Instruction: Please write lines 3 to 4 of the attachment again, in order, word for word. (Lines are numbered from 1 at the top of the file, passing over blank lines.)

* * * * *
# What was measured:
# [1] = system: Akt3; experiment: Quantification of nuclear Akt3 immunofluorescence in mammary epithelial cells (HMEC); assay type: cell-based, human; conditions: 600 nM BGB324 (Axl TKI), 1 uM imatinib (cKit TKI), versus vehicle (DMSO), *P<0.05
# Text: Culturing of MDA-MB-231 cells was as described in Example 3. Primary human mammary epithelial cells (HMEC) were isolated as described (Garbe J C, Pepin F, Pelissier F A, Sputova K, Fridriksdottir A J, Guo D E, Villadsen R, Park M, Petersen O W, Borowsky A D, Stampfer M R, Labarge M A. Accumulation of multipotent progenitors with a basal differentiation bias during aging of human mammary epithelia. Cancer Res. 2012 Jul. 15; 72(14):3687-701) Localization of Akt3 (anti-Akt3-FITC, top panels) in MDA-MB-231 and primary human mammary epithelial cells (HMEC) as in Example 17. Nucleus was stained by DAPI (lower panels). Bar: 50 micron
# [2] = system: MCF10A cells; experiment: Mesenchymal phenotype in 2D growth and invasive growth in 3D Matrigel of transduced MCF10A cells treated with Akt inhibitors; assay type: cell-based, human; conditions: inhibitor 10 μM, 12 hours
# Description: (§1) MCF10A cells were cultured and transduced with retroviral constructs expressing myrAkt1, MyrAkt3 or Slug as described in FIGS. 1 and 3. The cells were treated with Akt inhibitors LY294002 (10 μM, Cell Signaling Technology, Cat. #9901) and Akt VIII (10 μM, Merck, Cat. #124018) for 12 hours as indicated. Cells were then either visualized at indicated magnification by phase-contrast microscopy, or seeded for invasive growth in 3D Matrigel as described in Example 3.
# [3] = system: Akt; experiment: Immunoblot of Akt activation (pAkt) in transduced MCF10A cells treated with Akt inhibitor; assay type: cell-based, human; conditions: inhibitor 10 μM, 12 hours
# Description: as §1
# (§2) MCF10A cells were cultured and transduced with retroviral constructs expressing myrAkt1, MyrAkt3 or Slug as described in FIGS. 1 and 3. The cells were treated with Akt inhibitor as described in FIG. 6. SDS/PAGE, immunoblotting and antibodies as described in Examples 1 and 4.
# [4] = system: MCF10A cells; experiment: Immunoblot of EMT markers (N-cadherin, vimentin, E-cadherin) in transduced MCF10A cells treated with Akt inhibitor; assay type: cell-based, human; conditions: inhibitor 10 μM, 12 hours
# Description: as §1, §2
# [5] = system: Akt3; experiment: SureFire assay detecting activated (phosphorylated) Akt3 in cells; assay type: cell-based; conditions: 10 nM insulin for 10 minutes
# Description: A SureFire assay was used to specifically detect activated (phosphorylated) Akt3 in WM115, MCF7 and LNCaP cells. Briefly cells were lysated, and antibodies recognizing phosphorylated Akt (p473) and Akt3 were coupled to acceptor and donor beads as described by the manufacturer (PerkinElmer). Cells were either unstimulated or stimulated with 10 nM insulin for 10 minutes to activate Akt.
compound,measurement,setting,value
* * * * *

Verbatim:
# Text: Culturing of MDA-MB-231 cells was as described in Example 3. Primary human mammary epithelial cells (HMEC) were isolated as described (Garbe J C, Pepin F, Pelissier F A, Sputova K, Fridriksdottir A J, Guo D E, Villadsen R, Park M, Petersen O W, Borowsky A D, Stampfer M R, Labarge M A. Accumulation of multipotent progenitors with a basal differentiation bias during aging of human mammary epithelia. Cancer Res. 2012 Jul. 15; 72(14):3687-701) Localization of Akt3 (anti-Akt3-FITC, top panels) in MDA-MB-231 and primary human mammary epithelial cells (HMEC) as in Example 17. Nucleus was stained by DAPI (lower panels). Bar: 50 micron
# [2] = system: MCF10A cells; experiment: Mesenchymal phenotype in 2D growth and invasive growth in 3D Matrigel of transduced MCF10A cells treated with Akt inhibitors; assay type: cell-based, human; conditions: inhibitor 10 μM, 12 hours